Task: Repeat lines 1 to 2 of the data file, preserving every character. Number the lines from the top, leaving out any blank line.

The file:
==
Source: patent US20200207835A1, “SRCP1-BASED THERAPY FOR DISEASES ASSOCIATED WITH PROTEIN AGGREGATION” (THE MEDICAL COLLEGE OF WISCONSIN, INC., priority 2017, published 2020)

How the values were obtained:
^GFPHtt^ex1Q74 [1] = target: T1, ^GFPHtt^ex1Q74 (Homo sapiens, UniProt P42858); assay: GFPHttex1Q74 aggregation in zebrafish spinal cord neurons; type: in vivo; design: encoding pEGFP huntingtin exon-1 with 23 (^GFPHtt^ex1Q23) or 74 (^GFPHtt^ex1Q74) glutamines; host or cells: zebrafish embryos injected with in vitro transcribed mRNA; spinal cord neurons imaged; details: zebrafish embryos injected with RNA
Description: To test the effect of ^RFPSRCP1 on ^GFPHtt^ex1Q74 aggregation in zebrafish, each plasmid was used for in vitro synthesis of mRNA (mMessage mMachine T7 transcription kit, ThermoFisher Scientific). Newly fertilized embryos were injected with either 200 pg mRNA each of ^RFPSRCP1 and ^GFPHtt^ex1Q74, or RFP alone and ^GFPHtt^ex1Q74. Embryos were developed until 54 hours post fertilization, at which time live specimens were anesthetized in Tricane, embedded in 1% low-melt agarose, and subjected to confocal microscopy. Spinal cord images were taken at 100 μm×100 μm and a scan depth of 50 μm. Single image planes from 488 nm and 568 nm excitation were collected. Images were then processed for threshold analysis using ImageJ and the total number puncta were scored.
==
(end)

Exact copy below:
Source: patent US20200207835A1, “SRCP1-BASED THERAPY FOR DISEASES ASSOCIATED WITH PROTEIN AGGREGATION” (THE MEDICAL COLLEGE OF WISCONSIN, INC., priority 2017, published 2020)

How the values were obtained: